I do maybe 30% of my writing on a laptop from various locations: in front of the window, standing at the counter, on the porch with a cigar. The remainder I do in the second bedroom we've rigged as a den. The split system works for me; mobility shakes me up when necessary, but generally, what I need is a room with a door that closes and a window that looks out onto a brick wall.
As a fringe benefit, this means that most of my writing is done facing a proper desktop monitor. And like any proper monitor, I’ve covered it with scraps of paper.
I started this back when I was freelancing as a copywriter. Sometimes the work is about headlines and campaigns, but more often, especially when freelancing, the work is body copy, which is essentially the text inside the brochure. It’s considered less glamorous, but—no surprise—I always liked it, because done well, that’s the part that is really going to sell someone.
I don’t remember the specific project I was working on, but it was something lengthy and detailed, with lots of information that needed to be conveyed without boring the reader. And so I found I kept repeating one of my writing mantras to myself. It’s a line I go to all the time when trying to trying to craft an argument, formulate a tricky sentence, or organize my thoughts:
What are you trying to say?
Simplistic, I know, but it’s one of the all-time great clarifiers.
Find yourself bound up? What are you trying to say?
Can’t figure out which information you need to include? What are you trying to say?
Wondering how to structure an essay? Well, what are you…you get the point.
Anyway, I was repeating it aloud so much that I printed it out and taped it to my monitor, front and center, so that every time my eyes and attention drifted, I was reminded of a first principle.
As you can see, one thing led to another.
The quotes framing my monitor have been collected over years, and each had to grab me, shake me, and, most important, help me. Real estate is at a premium, so it's a zero-sum game; for a new ont to go up, an old one has to come down. Some are my ideas; some are from other people. But even after staring at them for years, I still find them helpful, so I thought I’d share them. If you're a writer, these are gold:
“The Ideas aren’t the hard bit. Creating believable people who do more or less what you tell them to is much harder. And hardest by far is the process of simply sitting down and putting one word after another to construct whatever it is you’re trying to build. My idea of hell is a blank screen. And me, staring at it, unable to think of a single thing worth saying, a single character that people could believe in, a single story that hasn’t been told before.”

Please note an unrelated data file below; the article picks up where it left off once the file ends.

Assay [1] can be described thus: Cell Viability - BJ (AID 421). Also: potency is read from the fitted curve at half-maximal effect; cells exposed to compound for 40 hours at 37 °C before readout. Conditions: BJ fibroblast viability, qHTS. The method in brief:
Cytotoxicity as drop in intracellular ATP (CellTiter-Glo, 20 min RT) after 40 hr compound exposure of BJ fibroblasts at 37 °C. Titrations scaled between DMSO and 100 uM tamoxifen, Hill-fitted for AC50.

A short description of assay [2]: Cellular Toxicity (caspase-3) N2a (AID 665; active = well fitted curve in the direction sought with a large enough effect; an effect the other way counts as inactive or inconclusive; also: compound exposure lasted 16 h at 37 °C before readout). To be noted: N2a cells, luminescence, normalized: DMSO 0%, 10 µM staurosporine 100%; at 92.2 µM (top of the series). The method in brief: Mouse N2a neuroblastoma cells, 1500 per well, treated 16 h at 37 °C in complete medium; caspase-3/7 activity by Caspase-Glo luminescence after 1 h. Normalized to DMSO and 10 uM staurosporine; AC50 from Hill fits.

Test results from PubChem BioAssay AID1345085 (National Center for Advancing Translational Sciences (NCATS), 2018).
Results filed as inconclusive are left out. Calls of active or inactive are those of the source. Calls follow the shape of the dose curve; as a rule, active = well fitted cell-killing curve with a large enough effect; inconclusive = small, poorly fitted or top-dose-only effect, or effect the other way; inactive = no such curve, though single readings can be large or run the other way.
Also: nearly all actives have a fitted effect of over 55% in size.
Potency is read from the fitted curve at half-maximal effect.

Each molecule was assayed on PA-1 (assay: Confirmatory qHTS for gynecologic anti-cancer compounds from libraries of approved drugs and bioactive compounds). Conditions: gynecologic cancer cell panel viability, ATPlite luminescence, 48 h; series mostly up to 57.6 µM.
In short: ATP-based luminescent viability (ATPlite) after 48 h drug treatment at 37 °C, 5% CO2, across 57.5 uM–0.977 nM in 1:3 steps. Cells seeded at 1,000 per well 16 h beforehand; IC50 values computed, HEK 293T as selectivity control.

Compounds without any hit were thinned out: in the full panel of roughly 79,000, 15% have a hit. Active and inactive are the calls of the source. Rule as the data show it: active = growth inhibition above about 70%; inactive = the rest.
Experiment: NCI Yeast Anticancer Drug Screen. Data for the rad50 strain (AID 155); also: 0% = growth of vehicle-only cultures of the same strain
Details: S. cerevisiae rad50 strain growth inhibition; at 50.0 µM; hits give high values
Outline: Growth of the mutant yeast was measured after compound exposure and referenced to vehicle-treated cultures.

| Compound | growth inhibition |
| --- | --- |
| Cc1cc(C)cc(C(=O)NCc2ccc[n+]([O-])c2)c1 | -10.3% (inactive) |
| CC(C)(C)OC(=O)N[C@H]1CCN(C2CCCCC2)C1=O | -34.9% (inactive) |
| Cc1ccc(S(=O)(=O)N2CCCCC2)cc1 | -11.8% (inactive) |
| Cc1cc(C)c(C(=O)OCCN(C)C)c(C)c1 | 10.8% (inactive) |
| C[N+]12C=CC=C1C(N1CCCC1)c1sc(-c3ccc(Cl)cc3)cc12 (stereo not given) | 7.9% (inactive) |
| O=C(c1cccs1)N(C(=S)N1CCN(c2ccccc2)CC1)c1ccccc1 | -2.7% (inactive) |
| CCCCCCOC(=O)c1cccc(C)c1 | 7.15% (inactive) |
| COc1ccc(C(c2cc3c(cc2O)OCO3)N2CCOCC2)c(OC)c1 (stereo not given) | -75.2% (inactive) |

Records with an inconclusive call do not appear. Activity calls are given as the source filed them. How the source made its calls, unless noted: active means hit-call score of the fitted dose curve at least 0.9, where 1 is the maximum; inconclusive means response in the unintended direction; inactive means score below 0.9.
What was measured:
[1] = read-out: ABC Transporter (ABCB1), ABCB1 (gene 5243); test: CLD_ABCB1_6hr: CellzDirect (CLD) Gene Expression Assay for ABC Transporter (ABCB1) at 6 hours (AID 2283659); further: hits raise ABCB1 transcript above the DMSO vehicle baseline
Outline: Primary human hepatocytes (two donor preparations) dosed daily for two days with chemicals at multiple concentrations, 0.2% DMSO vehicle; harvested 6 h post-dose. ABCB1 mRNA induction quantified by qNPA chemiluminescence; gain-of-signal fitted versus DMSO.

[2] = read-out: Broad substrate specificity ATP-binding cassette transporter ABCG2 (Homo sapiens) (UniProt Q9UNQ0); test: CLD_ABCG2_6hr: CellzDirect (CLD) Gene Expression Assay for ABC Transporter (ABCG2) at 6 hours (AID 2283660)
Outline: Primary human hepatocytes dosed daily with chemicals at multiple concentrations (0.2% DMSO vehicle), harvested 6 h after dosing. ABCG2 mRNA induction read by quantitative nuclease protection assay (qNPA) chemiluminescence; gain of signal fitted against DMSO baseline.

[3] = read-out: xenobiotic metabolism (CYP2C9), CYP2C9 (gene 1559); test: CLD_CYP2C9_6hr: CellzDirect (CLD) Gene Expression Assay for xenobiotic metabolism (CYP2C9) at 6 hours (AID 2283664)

“There is a wall that I hit during the writing of every book. It’s usually around the halfway stage. I start to doubt the plot, the characters, the ideas underpinning it, my own writing, in fact every element involved in the process. Progress slows.
There is always the fear that this book, this story, is the one that should not have been started. The idea here isn’t strong enough. The plot is going nowhere, I’ve taken a wrong turn.”
“If you don’t feel that you are on the edge of humiliating yourself, of losing control of the whole thing, then probably what you are doing isn’t very vital. If you don’t have some doubt of your authority to tell this story, then you are not trying to tell enough.”
“There are very few mistakes in life that can’t be corrected if you got the guts.”
“I half commit myself to some distant future date. But most of the intervening period disappears in a kind of anxious state of walking about. You cannot start until you know what you want to do, and you do not know what you want to do until you start. Panic breaks that cycle. Finally a certain force in the accumulated material begins to form a pattern.”
“Get the story launched at full gallop. Introduce characters who are, if not completely likable, at least people with a core sense of integrity. Keep the plot complex enough so that there’s always a twist coming. Pay attention to your character’s emotional lives. Learn to introduce conflict in every chapter.”
“The best must never be allowed to drive out the good. In the absence of genius, there is always craftsmanship.”
I've got three lines of my own up there, reminders of my own personal foibles:
“What are you trying to say?”
“You are hereby released from writing the perfect novel.”
“Terror is better than ennui.”
Oh, and there's also a cartoon of a naked woman drawn by my wife. That doesn’t really help with the writing, but does make me smile.
So what about you? Anything you’ve read or heard that helps with your own creative process? Anything taped to your monitor?